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Security

Antoni Bosch-Pujol (Europe) - Concern for Data Protection and Privacy Motivates CDPP Program

Data Protection and Privacy are a strategic element in a globalized world. In fact, security-privacy can become a very controversial subject.

Almost on a daily basis, the mass media broadcast pieces of news related to leaks, data losses or massive publication of sensitive - or even critical- personal information on behalf of companies and institutions in different countries.

Recent reports published by the Spanish National Institute of Communication Technologies (INTECO) show worrying data, such as that only 14% of SMEs in Spain know the Spanish Data Protection Regulation lead to the Data Protection Act (in force since April 2008). Of the total number of small & medium size businesses with automated files, just 37% say they have declared themselves on the Spanish DataProtection Authority (AEPD) registry. It has been found that only 16% have actually declared, which makes the figures even worse.

In contrast with this lack of awareness, experts agree on the idea that both at national and international levels, we are heading towards an environment where reputation related to personal data protection will have an increasing importance. Nonetheless, organizations still do not pay the necessary attention to this issue, and the Data Protection Officer (DPO) is not recognized enough in Spain, despite the fact that reports from Article 29 Working Party and the European Commission have been supporting the need to create it for years.

The ENISA Working Group on Privacy & Technology report identifies major gaps and challenges in privacy and data protection induced by technology, and makes specific recommendations targeted at various stakeholders (e.g. EC, industry, academia, Data Protection Authorities, ENISA, consumer organizations etc.).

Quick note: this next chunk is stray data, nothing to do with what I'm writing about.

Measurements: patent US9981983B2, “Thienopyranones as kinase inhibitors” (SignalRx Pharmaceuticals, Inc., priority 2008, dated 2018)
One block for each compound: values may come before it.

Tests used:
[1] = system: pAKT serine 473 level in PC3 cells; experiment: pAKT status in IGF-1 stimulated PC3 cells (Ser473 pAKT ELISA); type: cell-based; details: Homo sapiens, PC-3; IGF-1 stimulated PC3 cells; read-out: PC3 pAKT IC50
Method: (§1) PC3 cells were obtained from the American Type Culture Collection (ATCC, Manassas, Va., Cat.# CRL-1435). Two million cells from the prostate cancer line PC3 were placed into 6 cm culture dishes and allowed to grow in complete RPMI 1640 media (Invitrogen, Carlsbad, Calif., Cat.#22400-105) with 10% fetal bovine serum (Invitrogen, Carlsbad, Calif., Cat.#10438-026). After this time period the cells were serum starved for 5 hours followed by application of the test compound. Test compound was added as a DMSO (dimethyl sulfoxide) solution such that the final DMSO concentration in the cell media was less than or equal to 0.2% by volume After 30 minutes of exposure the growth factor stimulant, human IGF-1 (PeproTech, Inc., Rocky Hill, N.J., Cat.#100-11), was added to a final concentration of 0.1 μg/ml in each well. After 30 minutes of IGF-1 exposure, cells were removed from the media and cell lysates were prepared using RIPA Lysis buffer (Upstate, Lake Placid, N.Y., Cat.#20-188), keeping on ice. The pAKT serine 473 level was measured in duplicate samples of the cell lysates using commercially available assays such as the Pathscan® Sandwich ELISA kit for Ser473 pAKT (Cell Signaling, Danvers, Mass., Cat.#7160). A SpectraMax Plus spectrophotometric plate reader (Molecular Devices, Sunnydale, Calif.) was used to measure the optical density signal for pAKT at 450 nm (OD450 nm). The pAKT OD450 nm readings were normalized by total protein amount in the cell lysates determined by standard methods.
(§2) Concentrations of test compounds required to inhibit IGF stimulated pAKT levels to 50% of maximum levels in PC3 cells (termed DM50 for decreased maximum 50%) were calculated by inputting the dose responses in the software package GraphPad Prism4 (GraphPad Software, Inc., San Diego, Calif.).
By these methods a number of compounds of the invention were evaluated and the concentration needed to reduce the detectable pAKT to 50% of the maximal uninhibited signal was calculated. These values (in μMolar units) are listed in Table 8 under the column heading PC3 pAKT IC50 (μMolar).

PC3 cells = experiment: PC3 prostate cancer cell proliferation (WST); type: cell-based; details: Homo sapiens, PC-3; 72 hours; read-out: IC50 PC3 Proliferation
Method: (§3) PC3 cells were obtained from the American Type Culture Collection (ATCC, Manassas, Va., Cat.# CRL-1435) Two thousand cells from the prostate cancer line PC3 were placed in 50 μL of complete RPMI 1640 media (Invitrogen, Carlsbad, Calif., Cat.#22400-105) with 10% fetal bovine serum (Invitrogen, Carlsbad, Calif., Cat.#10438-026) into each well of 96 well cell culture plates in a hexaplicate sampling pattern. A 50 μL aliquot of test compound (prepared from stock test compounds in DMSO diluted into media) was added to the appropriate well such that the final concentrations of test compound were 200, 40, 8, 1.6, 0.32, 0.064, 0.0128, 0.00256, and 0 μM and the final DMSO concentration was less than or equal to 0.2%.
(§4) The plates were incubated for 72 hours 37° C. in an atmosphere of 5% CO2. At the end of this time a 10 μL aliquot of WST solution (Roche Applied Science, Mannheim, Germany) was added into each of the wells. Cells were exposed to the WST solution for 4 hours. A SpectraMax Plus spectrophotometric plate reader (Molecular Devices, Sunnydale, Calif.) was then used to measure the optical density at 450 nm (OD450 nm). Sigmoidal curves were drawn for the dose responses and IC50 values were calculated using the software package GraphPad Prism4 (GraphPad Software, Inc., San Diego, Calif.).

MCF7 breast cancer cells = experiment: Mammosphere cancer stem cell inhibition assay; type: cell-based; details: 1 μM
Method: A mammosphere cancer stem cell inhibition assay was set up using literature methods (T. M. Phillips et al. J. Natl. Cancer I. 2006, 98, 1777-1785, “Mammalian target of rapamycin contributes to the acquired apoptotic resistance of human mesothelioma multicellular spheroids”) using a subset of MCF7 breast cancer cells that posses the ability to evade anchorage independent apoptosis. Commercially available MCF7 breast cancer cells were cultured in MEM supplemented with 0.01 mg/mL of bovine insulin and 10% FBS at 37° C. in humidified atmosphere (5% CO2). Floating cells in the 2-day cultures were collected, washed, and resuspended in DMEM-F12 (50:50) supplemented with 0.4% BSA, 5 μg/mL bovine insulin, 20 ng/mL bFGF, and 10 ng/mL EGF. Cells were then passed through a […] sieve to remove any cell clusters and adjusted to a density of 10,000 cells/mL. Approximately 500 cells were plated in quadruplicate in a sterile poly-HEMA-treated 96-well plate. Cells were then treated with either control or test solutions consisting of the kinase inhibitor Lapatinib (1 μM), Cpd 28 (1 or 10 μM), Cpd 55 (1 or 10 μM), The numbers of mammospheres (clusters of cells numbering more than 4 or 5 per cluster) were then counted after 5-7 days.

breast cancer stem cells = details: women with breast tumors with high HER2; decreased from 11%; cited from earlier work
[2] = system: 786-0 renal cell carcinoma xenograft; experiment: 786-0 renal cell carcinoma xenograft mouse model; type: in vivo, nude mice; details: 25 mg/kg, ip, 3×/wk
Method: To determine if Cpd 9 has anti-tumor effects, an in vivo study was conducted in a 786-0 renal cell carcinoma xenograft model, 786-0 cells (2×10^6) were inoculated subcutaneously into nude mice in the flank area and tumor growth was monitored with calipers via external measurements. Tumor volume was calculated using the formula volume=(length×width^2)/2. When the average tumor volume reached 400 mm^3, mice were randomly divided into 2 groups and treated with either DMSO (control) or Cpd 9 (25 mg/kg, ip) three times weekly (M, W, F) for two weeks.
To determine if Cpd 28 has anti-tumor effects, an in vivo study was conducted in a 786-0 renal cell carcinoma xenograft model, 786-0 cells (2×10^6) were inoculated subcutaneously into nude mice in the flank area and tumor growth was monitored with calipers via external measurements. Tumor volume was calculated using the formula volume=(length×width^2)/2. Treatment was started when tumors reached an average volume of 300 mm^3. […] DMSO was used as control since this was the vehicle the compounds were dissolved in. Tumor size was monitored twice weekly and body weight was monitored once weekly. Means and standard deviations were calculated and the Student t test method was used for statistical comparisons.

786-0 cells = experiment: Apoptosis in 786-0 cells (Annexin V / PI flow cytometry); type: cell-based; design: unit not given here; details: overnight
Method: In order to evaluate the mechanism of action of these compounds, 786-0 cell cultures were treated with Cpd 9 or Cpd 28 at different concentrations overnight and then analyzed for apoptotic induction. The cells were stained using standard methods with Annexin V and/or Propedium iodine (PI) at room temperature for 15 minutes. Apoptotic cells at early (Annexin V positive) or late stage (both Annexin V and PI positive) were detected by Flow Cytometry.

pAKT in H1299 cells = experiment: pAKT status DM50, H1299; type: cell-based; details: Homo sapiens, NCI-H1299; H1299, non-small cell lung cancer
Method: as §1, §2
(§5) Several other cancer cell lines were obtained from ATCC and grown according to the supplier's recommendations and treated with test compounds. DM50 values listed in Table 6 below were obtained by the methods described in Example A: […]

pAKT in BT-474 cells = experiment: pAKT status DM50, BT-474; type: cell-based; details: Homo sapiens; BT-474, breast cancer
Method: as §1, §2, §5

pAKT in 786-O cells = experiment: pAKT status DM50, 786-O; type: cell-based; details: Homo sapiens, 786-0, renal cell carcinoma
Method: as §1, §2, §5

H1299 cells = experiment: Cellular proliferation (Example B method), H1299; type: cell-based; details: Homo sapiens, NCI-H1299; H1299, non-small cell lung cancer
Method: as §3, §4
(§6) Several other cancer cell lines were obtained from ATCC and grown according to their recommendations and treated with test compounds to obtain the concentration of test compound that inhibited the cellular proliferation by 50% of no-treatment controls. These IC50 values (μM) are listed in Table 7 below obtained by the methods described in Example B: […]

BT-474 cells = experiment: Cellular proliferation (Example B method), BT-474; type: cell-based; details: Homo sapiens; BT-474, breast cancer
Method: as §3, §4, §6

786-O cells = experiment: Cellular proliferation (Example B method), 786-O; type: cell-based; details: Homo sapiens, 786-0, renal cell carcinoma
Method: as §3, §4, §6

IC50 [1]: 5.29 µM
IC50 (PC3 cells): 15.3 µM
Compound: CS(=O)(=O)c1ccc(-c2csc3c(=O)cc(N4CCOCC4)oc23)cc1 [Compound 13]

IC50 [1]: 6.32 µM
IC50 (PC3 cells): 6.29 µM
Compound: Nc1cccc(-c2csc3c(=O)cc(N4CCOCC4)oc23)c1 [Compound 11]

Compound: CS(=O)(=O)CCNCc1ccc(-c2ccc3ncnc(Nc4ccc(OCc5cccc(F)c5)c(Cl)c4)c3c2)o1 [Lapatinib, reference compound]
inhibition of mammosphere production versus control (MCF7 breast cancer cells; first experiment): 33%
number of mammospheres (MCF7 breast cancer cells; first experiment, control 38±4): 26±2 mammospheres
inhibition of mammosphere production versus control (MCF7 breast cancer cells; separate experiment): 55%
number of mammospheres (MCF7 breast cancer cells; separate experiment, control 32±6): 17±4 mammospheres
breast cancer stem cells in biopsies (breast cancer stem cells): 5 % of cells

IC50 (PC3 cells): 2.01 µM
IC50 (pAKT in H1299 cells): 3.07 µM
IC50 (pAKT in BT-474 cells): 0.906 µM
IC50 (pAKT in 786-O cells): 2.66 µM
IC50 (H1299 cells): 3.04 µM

The growing importance of the person responsible for privacy, the importance of data protection, its close link to the information security governance, and the necessity of a reference certification in this field are the main reasons for launching the Certified Data Privacy Professional (CDPP) program.

The objectives of the program are:

 

  • To develop and mno,aintain a testing instrument that could be used to evaluate individual competency when conducting Privacy Implementations and Audits
  • To provide a mechanism for motivating Data Privacy Professionals, and to maintain their competencies, while monitoring the success of the maintenance programs
  • To aid top management in developing a sound Privacy Governance by providing criteria for personnel selection and development

 

The certification is an initiative of the Data Privacy Institute (DPI-ISMS), created by ISMS Forum Spain last July. The expert committee has been working on the certification program classifying the tasks in seven areas or domains and rated the relative importance of each of the seven domains to privacy and security.

1. Privacy Fundamentals (5%)

2. Legal Framework (Laws and Practices) (22%)

3. Specific Scope (Public and Private) (18%)

4. International Scope (10%)

5. Protection of Information Assets (15%)

6. Incident Management and Response (10%)

7. Information Systems Audit and Control (20%)

For those of you interested in becoming a CDPP, the next examination is to be held in June of 2011. In addition, the certification is likely to be granted to those professionals who can prove they have relevant professional experience, according to the criteria established by the experts committee, and following a grandfathering scheme, similar to those used in other renowned international certifications.

Antoni Bosch-Pujol is CEO at Institute of Audit & IT-Governance (IAITG), Director of Data Privacy Institute (DPI-ISMS) and Founder/President ISACA-Barcelona Chapter.

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